Seeds of South Australia
Caladenia argocalla (Orchidaceae)
Large White Spider-orchid
List of species for Caladenia
Display more images
Click on an image to enlarge it
Seed collecting:
October to November
Herbarium regions:
Northern Lofty, Murray, Southern Lofty
NRM region:
Adelaide and Mount Lofty Ranges
IBRA regions
Fleurieu (KAN02)Kanmantoo
 Critically Endangered   (IUCN: CR B2ab(i,ii,iii,iv,v); D)   (Definite Decline)   [~15 - 20 plants; no viable pops here; very fragmented; could become extinct in next 20 yrs]
Mount Lofty Ranges (FLB01)Flinders Lofty Block
 Endangered   (IUCN: EN B2ab(i,ii,iii,iv,v); D)   (Definite Decline)   [only 1 large pop (150 tubers) in MLR, stronghold in Clare Valley; needs a large pop to remain viable]
Broughton (FLB02) 
 Critically Endangered   (IUCN: CR B1ab(i,iii,iv))   (Definite Decline)   [Disappeared from Nuriootpa & Kapunda. Fluctuation of flowers. Restrictive population, Clare pop most viable. Emu Flat not viable. Weed invasion biggest threat. ]
RSCA map:
Regional Species Conservation Assessments per IBRA subregion. Please click the thumbnail map.
AVH map:
Australian distribution map (external link)
SA Census:
Census of South Australian plants (external link)     [genus Caladenia]
Name derivation:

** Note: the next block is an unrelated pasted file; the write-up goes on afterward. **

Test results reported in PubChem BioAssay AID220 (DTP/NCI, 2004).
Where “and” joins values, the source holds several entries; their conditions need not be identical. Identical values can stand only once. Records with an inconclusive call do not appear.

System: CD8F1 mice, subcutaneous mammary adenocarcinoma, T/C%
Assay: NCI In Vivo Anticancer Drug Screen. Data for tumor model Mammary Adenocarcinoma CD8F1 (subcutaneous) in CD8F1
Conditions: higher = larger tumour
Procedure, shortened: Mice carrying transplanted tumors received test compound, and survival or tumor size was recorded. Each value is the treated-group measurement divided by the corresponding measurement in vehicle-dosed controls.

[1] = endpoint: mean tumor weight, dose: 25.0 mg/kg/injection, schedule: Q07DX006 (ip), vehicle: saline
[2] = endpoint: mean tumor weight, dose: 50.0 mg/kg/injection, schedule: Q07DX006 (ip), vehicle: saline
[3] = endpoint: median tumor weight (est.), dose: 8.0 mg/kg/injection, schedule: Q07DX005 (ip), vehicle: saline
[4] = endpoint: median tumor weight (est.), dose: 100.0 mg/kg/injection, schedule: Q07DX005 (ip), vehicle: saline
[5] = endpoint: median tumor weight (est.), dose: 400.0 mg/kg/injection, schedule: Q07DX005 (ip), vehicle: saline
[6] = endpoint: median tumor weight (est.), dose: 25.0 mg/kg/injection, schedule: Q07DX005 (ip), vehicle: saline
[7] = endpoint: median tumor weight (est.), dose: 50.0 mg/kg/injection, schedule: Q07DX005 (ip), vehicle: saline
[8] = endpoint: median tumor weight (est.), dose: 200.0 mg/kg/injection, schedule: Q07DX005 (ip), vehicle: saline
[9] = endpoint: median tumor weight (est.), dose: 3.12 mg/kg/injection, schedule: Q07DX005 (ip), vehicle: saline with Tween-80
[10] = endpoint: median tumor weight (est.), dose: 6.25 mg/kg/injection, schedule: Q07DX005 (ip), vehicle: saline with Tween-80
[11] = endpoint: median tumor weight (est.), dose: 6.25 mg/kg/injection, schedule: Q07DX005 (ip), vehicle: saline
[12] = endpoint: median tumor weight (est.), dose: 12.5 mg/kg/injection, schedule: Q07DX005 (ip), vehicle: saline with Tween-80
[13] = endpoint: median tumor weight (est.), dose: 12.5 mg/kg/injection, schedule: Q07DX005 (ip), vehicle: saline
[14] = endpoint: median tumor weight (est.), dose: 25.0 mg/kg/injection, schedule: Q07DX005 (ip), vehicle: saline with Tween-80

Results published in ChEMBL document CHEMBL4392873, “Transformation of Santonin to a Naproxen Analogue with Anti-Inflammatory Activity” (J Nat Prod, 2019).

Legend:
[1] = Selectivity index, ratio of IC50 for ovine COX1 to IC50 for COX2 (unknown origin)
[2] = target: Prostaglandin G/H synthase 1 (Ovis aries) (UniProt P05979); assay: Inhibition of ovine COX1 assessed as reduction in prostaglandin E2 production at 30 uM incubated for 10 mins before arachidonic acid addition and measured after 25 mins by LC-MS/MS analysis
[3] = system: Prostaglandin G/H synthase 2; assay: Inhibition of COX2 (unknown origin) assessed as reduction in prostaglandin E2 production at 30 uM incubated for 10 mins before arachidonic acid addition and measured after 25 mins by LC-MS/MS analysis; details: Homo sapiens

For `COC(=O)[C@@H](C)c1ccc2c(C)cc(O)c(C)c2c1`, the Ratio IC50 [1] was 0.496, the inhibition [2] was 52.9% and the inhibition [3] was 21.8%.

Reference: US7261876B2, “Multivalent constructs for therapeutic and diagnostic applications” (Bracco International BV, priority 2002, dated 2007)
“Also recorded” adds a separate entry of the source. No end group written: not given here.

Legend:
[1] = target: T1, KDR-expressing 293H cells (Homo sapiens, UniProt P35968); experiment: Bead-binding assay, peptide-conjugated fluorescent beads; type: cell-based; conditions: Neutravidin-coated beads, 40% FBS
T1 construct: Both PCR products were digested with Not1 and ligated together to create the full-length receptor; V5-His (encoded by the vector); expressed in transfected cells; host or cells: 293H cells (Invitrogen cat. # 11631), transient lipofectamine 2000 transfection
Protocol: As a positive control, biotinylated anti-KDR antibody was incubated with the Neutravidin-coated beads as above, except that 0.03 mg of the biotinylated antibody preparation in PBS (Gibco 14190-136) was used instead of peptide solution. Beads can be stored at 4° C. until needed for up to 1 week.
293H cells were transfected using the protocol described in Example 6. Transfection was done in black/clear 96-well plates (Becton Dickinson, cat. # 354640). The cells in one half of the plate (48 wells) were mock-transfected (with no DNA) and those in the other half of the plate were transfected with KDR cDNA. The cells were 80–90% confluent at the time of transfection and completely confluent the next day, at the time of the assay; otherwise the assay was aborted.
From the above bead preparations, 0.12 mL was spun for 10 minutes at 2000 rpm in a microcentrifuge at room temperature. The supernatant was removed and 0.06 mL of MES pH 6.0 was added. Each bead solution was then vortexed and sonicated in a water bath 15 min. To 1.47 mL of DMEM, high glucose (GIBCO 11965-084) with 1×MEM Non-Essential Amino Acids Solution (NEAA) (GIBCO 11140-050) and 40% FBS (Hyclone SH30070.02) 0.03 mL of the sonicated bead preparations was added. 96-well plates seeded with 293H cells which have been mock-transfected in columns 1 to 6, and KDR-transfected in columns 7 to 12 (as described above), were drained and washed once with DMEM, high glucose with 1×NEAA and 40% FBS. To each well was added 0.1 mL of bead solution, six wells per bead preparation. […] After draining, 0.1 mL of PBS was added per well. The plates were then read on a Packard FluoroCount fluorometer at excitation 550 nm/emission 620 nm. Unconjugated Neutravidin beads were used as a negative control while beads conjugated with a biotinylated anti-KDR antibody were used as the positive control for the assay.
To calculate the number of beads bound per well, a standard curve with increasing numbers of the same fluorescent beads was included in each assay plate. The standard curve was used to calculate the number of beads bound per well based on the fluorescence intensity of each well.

Caladenia from the Greek 'kallos' meaning beauty and 'aden' meaning a gland; referring to the colourful labellum and the glistening glands at the base of the column that adorn many of the species. Argocalla from the Greek 'argos' meaning white and 'kallos' meaning beautiful; referring to its flower.
Distribution:
Endemic to South Australia and restricted to the Mount Lofty Ranges, growing on hills and slopes in eucalyptus and Allocasuarina verticillata open woodland with a herbaceous understorey.
Status:
Native. Endangered in South Australia. Endangered in Australia (EPBC Act).
Plant description:
Annual herb growing from an underground tuber with a single dull green, hairy, linear to narrow lance-shaped leaf to 220 mm long and 18 mm wide appearing in April or May. Leaves or flowers do not appear every year. Inflorescence on a long slender stalk to 60 cm tall, with one (sometimes two) white to greenish white flowers. Perianth segments are white to greenish white with narrow, dark central stripes. Petals and lateral sepals are spreading then drooping, and the dorsal sepal is incurved. Petals tapering, with dark red glandular filiform tips that are not perfumed. The labellum is ovate-cordate and strongly recurved. The lamina is white-green or crimson, margins fringed with teeth, and 6 to 8 rows of crimson, red or white club-shaped calli extending nearly to apex in the middle. Flowering between September and October.
Fruit type:
Pale brown hairy, papery ellipsoid capsule containing numerous tiny seeds.
Seed collecting:
Collect fat capsules as they start to dry and turn brown. Pods will split and release the seeds quickly and will require monitoring. To increase the chances of collecting mature pods, it is recommended that a small breathable bag (ie. Organza bags) be used to enclose the developing capsules.
Seed cleaning:
Place the capsules in a container that will hold fine seeds and leave to dry for a few weeks or until the capsule split. Then carefully hold the capsule and tap it gently to release the seeds. Store the seeds with a desiccant such as dried silica beads or dry rice, in an air tight container in a cool and dry place, refrigerator or in liquid nitrogen.